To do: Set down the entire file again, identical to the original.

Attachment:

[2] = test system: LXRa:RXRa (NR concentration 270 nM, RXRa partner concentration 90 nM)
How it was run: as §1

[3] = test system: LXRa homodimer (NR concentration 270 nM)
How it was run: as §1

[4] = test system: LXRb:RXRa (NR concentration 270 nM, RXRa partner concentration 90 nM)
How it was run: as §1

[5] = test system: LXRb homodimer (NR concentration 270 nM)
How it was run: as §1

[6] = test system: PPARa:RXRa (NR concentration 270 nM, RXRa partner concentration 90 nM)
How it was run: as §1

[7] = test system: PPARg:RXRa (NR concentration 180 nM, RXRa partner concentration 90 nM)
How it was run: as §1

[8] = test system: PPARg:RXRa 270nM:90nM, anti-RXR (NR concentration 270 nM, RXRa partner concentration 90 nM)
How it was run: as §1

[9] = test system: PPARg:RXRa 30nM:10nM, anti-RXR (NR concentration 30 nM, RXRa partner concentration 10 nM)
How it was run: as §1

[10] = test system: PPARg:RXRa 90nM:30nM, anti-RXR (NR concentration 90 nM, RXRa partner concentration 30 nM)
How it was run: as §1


[2] = test system: LXRa:RXRa (NR concentration 270 nM, RXRa partner concentration 90 nM)
How it was run: as §1

[3] = test system: LXRa homodimer (NR concentration 270 nM)
How it was run: as §1

[4] = test system: LXRb:RXRa (NR concentration 270 nM, RXRa partner concentration 90 nM)
How it was run: as §1

[5] = test system: LXRb homodimer (NR concentration 270 nM)
How it was run: as §1

[6] = test system: PPARa:RXRa (NR concentration 270 nM, RXRa partner concentration 90 nM)
How it was run: as §1

[7] = test system: PPARg:RXRa (NR concentration 180 nM, RXRa partner concentration 90 nM)
How it was run: as §1

[8] = test system: PPARg:RXRa 270nM:90nM, anti-RXR (NR concentration 270 nM, RXRa partner concentration 90 nM)
How it was run: as §1

[9] = test system: PPARg:RXRa 30nM:10nM, anti-RXR (NR concentration 30 nM, RXRa partner concentration 10 nM)
How it was run: as §1

[10] = test system: PPARg:RXRa 90nM:30nM, anti-RXR (NR concentration 90 nM, RXRa partner concentration 30 nM)
How it was run: as §1